It is fair to say that Nadal has been growing with confidence match on match here, and indeed since the start of the autumn swing, and it showed against Andy Murray, as he put the Brit under constant pressure almost from the start of the match.
Meanwhile Ferrer had started well and maintained his level save for some awkward double-faults (are there ever any good times to have them?) but while he stayed in touch with Murray in their opening match, the Spaniard unraveled quite spectacularly at the hands of a rejuvenated Stan Wawrinka.
For some he had been the unsung dark horse in the Britwatch Tennis team’s predictions but sadly it looks as though he will be trotting out of the O2 with a 0/3 record to his name. In all probability, Nadal will wind up facing Djokovic in the semi-final and that will require some preservation of energy in the first degree.
That being said,. There past couple of encounters (albeit on clay) have been hard fought affairs, but their last indoor hard court battle went the way of Ferrer at the Paris Masters. With the elder Spaniard already eliminated, will he have the heart to put up enough of a battle to claim a second successive indoor hard court win?
Nadal’s search for continued confidence in his game suggests not and we expect this to be a two-set rout.
In the world of Round-Robins and the perpetual generation of scenario grids that involve using fingers, toes and allsorts to calculate, it is refreshing to see that this boils down to a good, old-fashioned shoot out for the second place.
It may well have been a couple of years since the pair met, but in a time when they played each quite often in later rounds of tournaments. But the last couple of times it was Wawrinka who took the honours, and if he keeps that more positive frame of mind carried forward from his win over Ferrer, he will be tough for Murray to get to grips with, if he starts slow again.
Murray’s serving really let him down against Nadal, and his usual sure finishing of points was lapsing into wild swings, and he will need to match Wawrinka’s more attacking play with a far more aggressive game this time around.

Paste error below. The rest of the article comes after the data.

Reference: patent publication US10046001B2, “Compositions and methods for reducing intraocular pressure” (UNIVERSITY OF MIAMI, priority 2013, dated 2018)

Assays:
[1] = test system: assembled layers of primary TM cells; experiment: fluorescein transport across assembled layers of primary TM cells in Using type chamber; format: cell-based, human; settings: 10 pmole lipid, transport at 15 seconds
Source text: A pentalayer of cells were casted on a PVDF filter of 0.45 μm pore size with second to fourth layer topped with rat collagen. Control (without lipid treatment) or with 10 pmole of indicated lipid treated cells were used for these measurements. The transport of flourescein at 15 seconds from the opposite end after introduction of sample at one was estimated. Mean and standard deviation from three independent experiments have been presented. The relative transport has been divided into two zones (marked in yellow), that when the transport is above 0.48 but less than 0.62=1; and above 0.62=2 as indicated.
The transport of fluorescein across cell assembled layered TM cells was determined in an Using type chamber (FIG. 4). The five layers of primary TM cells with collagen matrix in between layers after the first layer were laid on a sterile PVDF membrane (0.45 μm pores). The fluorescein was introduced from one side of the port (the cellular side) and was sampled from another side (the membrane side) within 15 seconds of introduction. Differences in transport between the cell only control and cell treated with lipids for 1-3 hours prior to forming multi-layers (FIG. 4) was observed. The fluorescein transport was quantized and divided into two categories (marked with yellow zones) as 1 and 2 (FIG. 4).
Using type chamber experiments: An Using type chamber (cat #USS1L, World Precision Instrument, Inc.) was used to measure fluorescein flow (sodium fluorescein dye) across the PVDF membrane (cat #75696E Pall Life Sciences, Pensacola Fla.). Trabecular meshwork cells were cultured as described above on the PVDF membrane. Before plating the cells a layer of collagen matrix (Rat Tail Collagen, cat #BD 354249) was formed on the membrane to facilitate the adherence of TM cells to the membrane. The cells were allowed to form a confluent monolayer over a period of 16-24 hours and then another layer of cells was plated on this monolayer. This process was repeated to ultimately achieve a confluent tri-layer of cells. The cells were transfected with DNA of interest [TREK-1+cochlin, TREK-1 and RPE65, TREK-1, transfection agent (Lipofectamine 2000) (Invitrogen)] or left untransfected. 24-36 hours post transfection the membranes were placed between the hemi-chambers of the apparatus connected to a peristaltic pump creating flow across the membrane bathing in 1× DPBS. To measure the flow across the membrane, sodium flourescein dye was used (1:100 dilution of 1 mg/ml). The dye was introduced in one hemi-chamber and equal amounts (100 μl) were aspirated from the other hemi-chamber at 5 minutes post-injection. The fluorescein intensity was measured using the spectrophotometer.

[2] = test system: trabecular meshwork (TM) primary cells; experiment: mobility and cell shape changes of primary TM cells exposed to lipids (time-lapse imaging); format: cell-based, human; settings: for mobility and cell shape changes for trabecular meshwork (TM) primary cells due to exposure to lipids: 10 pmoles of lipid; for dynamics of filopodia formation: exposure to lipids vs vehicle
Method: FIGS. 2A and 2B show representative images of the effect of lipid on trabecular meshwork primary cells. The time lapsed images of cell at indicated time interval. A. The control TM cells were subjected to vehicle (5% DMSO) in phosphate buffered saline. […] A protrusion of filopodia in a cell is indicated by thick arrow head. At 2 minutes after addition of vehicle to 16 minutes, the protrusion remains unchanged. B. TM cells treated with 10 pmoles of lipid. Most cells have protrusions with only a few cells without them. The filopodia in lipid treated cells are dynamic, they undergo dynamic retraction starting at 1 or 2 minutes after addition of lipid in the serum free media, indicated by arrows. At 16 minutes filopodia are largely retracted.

Of course at stake is his chance to close out the year as the year-end World No. 2 but as he explained earlier in the tournament that was not a clear goal other than helping for the seedings for the Australian Open.
And as we gallop ever closer to the first GB team in a Davis Cup final in 79 years, there, Wawrinka noted that if his focus is elsewhere, it really does affect his play.
He said: “It’s impossible to know exactly what we can expect from him for Friday. For sure if I look the match today, I think was a little bit flat. For sure the fact he practiced so much after Paris on clay to get the rhythm doesn’t help him to feel completely fresh this week. If he’s mentally not really here, then he’s a different player.”
Murray, for his part vehemently denied that he had any other focus than trying to win here, but you can’t deny that the chance to help his country to a famous win must be an alluring one.
In his first night match of the tournament, if he should bow out at this stage, let’s hope that we get a thriller to end on, for the crowd’s sake.
Nadal v Ferrer is not before 2pm, and Murray v Wawrinka is not before 8pm (all times GMT).
Privacy & Cookies Policy
Necessary cookies are absolutely essential for the website to function properly. This category only includes cookies that ensures basic functionalities and security features of the website. These cookies do not store any personal information.
Any cookies that may not be particularly necessary for the website to function and is used specifically to collect user personal data via analytics, ads, other embedded contents are termed as non-necessary cookies. It is mandatory to procure user consent prior to running these cookies on your website.